- 31 Aug 2018 12:21 PM
While many countries are still dealing with undernutrition, more and more people around the world are eating energy-dense, high-fat, high-sugar and high-salt foods. Urbanization, more sedentary types of work and changing modes of transportation are decreasing people’s levels of physical activity, creating entire populations at risk of obesity, overweight and related diseases.
Worldwide obesity has nearly tripled since 1975 and with it the increase of health-related problems, such as diabetes, heart disease and certain cancers. This trend is not confined to high-income countries.
In fact, in low- and middle-income countries, the number of overweight and obese people is on the rise at an even faster rate. At the same time, in many cases, low- and middle-income countries also have to deal with high rates of stunting, wasting and micronutrient deficiencies.
At a time when obesity is on the rise, dietary guidelines are that much more important. Based on the latest available evidence, guidelines are a country’s recommendations to its population for eating better and being healthier.
FAO’s website contains the most comprehensive compilation of dietary guidelines worldwide. More than 100 countries have developed dietary guidelines that are adapted to local food situations and populations.
Although the guidelines and food guides may vary in terms of structure and format (from booklets to posters and videos, from the popular food pyramid and South Korea’s roly-poly to Fiji’s pineapple and Guyana’s stew pot), the content has a lot of common advice.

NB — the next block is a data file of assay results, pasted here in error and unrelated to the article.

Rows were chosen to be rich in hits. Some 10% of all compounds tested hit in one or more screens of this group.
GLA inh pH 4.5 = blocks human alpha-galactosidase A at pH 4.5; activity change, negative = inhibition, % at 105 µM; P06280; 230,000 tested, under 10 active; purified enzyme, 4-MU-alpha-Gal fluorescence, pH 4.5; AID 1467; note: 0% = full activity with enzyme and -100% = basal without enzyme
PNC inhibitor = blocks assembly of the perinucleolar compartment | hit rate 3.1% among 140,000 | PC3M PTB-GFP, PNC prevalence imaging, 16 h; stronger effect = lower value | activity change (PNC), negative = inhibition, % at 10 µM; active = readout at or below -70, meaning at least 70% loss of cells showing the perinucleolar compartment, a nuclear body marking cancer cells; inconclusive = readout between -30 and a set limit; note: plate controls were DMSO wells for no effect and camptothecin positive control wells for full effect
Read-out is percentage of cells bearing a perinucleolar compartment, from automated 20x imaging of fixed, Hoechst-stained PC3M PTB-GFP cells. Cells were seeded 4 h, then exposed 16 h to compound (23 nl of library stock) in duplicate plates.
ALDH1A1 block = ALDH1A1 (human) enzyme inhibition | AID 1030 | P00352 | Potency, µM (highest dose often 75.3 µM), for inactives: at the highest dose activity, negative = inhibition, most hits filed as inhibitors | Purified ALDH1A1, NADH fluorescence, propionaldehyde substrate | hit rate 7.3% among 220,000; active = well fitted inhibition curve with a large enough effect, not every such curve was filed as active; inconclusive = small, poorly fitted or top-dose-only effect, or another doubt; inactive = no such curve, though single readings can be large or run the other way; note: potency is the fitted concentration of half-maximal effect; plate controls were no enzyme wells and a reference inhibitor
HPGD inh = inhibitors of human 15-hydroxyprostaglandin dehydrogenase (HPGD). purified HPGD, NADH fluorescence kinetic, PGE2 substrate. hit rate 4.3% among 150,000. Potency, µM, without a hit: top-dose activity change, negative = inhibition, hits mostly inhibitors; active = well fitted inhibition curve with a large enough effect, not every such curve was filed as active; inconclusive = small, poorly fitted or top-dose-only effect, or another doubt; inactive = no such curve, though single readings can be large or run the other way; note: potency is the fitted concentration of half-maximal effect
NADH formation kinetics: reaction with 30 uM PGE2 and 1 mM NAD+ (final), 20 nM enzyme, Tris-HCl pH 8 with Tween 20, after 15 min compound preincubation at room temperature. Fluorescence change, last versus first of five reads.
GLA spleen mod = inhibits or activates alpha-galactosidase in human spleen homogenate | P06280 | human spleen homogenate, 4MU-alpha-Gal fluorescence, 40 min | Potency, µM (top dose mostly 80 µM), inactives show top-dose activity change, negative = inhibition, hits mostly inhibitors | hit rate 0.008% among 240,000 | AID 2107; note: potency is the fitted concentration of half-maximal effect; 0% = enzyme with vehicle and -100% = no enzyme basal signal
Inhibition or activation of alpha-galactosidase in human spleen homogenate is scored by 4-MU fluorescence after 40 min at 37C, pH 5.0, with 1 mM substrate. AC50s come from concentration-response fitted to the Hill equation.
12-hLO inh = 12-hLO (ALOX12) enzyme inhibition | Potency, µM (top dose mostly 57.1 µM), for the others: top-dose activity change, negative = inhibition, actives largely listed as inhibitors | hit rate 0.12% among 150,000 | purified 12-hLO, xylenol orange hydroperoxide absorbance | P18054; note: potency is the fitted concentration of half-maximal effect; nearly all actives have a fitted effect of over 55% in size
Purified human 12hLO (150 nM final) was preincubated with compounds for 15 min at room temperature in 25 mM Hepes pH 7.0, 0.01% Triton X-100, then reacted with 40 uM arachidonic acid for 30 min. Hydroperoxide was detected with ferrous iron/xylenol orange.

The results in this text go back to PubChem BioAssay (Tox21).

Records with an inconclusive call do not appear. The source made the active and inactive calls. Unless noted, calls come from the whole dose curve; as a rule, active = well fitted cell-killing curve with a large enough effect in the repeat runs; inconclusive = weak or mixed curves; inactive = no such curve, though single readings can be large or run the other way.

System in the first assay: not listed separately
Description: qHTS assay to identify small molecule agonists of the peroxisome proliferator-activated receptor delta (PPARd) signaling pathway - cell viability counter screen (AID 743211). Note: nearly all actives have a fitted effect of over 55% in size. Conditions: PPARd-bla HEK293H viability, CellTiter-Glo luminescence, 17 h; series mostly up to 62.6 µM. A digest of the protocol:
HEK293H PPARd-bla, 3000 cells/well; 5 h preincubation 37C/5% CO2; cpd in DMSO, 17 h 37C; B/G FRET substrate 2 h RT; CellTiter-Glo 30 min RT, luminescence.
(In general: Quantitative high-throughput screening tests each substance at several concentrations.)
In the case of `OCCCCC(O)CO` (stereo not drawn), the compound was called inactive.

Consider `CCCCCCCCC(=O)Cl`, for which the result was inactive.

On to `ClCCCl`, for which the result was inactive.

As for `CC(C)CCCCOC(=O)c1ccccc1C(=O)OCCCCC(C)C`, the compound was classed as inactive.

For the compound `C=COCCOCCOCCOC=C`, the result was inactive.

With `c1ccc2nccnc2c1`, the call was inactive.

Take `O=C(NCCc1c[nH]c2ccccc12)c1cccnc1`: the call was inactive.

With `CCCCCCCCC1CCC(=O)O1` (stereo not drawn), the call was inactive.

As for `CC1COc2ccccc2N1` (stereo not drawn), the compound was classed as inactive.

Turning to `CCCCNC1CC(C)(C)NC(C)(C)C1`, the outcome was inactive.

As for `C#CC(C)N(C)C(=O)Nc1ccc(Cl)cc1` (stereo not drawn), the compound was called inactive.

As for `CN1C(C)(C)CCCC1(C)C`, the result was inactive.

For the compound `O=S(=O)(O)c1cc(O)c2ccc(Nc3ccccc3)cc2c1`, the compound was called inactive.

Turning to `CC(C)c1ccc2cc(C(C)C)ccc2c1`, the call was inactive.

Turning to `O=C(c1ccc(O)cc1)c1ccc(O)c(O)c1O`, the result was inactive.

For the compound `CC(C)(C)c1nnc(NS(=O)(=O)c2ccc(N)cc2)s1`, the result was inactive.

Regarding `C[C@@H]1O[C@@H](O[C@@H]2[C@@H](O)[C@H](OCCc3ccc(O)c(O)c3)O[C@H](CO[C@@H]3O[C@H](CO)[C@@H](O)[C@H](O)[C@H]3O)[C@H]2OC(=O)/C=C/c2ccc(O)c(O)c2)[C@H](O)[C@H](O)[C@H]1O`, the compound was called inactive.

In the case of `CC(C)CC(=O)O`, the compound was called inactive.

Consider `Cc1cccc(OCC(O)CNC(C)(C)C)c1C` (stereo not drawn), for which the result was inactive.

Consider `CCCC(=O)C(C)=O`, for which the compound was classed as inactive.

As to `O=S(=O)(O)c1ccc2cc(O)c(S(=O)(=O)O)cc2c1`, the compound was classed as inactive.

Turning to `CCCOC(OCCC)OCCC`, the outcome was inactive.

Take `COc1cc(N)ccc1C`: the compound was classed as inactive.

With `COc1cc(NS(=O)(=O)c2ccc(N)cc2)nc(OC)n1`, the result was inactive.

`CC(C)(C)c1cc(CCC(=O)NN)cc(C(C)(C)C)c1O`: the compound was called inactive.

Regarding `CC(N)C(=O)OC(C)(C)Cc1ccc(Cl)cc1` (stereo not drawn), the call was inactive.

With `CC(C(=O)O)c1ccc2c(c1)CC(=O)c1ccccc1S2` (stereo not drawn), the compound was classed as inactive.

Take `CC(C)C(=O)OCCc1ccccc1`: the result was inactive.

7 eating habits that we know are good for us:
1. Eat plenty of vegetables and fruits
Some countries are very specific about the number of servings of fruits and vegetables that we should consume daily, for example Greece says six, Costa Rica and Iceland say five.
Canada even specifies the colours of vegetables to consume (one dark green and one orange vegetable a day). Serving sizes can vary by country; however, all guidelines recommend eating plenty of fresh vegetables and fruits on a daily basis.
2. Watch your intake of fats
Said in different ways, most guidelines make mention of reducing solid, saturated fats and give recommendations for replacing animal fats with vegetable oils.
In Greece, olive oil is recommended, in Viet Nam it is sesame or peanut oil: demonstrating the importance of availability and cultural preference in each country’s guidelines.
3. Cut back on foods and beverages high in sugar
It is generally agreed upon that processed sugar is harmful to our health. The guidelines in every country recommend to maintain a low-sugar diet and to choose fruits over processed sweets or sugary beverages to satisfy a sweet tooth.
4. Reduce sodium/salt
Nigeria mentions reducing the use of bouillon cubes; Malta specifies limiting ready-made food high in sodium. Colombia on the other hand suggests limiting processed meats, canned foods and packaged products that usually have high salt content. Across all countries, the general agreement is that diets with less salt are better for you.
5. Drink water regularly
Across the board, the guidelines recommend that water is the best thirst-quencher. Of course, we should always first make sure that the water is safe for drinking.
6. If you drink alcohol, do so in moderation
If you do choose to drink alcohol, whether that is beer, wine or spirits, the general consensus is that it should be done in moderation.
7. Make physical activity part of your day, every day
For people who have more sedentary jobs or lifestyles, the broad recommendation is to get at least 30 minutes of daily exercise. However, Benin's guidelines point out that for people with jobs that require hard physical labour, additional exercise is not of top importance.